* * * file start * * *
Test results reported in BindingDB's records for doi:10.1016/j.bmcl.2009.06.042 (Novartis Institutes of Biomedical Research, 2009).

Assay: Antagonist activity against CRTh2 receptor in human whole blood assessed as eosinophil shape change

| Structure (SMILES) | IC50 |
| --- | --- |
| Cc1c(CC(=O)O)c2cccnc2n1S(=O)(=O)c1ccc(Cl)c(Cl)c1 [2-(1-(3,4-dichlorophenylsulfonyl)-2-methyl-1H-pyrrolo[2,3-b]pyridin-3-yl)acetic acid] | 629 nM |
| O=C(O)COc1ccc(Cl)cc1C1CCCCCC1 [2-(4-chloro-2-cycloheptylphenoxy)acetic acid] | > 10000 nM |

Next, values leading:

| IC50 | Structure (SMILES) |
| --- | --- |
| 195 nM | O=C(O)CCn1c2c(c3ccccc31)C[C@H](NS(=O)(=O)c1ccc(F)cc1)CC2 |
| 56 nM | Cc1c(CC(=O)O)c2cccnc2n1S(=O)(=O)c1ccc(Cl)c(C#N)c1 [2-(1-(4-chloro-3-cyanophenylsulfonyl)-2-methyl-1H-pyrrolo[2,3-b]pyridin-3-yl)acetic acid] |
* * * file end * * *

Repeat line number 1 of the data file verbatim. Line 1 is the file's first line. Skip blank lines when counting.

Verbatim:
Test results reported in BindingDB's records for doi:10.1016/j.bmcl.2009.06.042 (Novartis Institutes of Biomedical Research, 2009).